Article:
Coming to the end of my first full year developing systems built exclusively on and for cloud platforms (primarily force.com) I figured this was a good time to reflect on some of the lessons learned and some old lessons unlearned.
How I learned to stop worrying and love the platform
[With apologies, Stanley Kubrik]
For 13 years or so prior to committing to the cloud I was a professional worrier. I had no doubt the various teams I worked in could deliver features and good code but part of my job was to worry about the non-functional characteristics of the system. How would it perform, how would it scale, would it be available, would it be secure, was it manageable, was it maintainable, etc. and so on? I like to think I got pretty good at making sure our systems did what they needed to in all these areas by building up a toolkit of common issues and their solutions.
Building on force.com and S3, there’s just no point worrying about most of these. I have no control whatsoever over the scalability or availability of the system. The security is what it is:secure to a degree that no project I’ve run ever had a budget to achieve; and we’d have to be trying pretty hard to leave security holes in our product. Manageability is built into the force.com platform and following the conventions means we get a high degree of manageability in our application ‘for free’. Maintainability is still under our control but this goes back to good old-fashioned code-quality: make sure the code is understandable, well factored, and covered in tests and you’ll be okay. Even performance, to a large degree out of our hands, requires a new way of thinking if we’re going to do anything about it.
So lesson learned/un-learned number one: take all the time and energy you used to spend worrying about the architecture and non-functional characteristics of the system you’re building and divert this into delivering great products and services. You need to understand what the platform offers in terms of security, etc. but there’s not much you can actually do to change it so you might as well learn to love it.
Don’t upset the Algorithm, baby
[With anguished apologies to The Noisettes]
On a walk through the Scottish hills with @johnsnolan he mourned the death of the algorithm. John’s view – which I share – is that many developers no longer understand the wide variety of algorithmic approaches available to them, nor is there enough discussion of algorithm as a subject. As John said: “Not everything can be solved with fucking Map-Reduce!”. Design patterns, object-orientation, frameworks, libraries and so on have lead to a homogenisation of development approach. Perhaps the current slightly hysterical vogue for functional programming languages is in part due to the frustration that, as developers, we spend more time assembling other people’s clever solutions than we do writing our own?
But this homogenisation is not a wholly bad thing. In teams of any significant size, having clear code understandable by the whole team is often better than having incredibly clever or efficient but somewhat obscure code. And you can have your cake and eat it: if your simple code is a bit slow or memory inefficient you can always spec a bigger server, throw a few new database indexes into the mix, up the thread pool size, up the cache size and so on.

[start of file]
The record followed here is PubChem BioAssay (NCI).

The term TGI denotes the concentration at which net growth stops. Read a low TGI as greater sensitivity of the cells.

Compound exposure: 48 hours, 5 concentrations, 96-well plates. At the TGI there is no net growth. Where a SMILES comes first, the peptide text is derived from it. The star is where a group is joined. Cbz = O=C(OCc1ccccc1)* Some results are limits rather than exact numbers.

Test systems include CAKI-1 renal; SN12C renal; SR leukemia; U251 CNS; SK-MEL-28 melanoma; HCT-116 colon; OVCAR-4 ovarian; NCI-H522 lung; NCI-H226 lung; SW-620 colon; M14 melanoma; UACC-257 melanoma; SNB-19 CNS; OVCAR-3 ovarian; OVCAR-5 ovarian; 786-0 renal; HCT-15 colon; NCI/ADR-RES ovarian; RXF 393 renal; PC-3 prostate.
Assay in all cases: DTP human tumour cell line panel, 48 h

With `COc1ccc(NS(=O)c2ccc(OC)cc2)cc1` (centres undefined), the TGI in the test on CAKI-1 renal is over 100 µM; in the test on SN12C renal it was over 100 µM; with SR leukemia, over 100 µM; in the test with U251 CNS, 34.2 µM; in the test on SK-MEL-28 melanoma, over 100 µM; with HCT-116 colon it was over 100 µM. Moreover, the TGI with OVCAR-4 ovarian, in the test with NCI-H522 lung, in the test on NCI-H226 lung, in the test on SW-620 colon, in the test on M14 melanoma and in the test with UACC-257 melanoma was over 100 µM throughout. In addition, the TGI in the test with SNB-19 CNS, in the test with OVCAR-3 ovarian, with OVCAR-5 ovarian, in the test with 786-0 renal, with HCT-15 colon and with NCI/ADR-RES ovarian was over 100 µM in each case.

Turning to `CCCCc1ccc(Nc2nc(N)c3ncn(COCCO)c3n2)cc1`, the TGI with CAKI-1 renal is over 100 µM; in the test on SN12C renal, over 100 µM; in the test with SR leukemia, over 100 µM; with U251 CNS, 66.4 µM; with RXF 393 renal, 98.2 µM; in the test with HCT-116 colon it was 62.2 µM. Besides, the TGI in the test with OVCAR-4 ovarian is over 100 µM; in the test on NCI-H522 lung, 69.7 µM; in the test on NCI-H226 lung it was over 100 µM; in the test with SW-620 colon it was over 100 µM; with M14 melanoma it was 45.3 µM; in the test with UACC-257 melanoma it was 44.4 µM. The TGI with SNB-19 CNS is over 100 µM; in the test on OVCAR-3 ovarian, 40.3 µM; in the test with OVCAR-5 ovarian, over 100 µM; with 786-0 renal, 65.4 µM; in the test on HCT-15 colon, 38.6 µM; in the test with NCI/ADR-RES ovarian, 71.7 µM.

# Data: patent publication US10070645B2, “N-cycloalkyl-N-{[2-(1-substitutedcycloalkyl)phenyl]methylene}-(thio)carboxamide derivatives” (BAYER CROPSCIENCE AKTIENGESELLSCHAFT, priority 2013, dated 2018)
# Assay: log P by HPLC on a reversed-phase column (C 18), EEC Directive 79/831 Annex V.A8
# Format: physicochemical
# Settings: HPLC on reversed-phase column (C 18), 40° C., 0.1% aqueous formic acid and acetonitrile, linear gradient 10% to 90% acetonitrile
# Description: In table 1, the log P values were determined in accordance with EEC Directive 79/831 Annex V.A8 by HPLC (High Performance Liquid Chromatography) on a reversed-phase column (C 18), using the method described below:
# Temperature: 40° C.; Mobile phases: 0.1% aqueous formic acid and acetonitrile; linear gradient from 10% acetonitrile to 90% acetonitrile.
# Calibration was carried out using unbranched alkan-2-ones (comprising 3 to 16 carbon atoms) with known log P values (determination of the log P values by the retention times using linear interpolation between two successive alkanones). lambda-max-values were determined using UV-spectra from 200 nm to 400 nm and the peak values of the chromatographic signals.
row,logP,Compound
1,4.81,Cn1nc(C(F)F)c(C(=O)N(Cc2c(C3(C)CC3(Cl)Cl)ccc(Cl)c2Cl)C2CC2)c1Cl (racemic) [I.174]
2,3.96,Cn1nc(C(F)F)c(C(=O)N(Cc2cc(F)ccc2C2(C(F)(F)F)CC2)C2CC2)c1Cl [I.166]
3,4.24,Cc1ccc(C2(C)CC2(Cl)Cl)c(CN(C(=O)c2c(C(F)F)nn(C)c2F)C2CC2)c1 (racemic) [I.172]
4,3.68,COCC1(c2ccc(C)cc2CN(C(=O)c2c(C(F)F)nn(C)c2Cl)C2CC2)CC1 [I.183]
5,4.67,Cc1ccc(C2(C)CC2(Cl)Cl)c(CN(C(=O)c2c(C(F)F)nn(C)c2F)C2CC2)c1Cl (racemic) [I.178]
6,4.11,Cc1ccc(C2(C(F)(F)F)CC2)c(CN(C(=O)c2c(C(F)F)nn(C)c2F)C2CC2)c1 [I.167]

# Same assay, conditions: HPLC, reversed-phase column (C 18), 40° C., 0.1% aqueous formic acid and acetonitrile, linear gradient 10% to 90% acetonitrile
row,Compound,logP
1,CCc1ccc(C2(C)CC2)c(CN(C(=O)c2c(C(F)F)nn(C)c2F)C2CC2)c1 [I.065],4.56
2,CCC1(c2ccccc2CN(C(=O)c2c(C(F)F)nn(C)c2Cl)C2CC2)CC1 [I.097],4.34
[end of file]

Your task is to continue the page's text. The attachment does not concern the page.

But not on someone else’s platform.
On someone else’s platform algorithm is about the only tool you have at your disposal if you want to speed things up or make them more efficient (and on force.com, as on Google’s App Engine, there are some hard and fast limits on things like heap size to ensure your application plays nice on their servers which makes a degree of efficiency imperative). Force.com is a extremely well-optimised platform but its still possible to screw up end-user performance by doing too much calculation or returning too much data for any given request.
Lesson number two: spending time crafting efficient algorithms and designing a UX that supports these (by, for example, loading large data sets in pages rather than all in one go) is the best and possibly only option for ensuring consistently good performance.
It’s a Mashable, Mashable, Mashable, Mashable World
[No, I’m not apologising again]
Probably the nicest lesson to learn, and one that I addressed in my previous post, is that the cloud isn’t about one platform or one language but about creating and consuming services written and integrated in a variety of different languages running on a variety of different technologies. I hate the term ‘Mash-Up’ but there is something enduringly wonderful about the idea that you can take all of these services and platforms and splurge them together in different and interesting way. Its like the anti-SOA … a primordial mass of open and accessible stuff with no-one curating, standardising or organising it.
Lesson number three: developing applications for the cloud is about having some knowledge of a broad range of platforms, technologies and languages at your disposal, and an appreciation what each of them can do for you, rather than understanding one technology or language inside-out.
So my New Year’s resolution is to worry less, reaquaint myself with Djikstra, and learn a bit of Ruby and Heroku and Node.js and …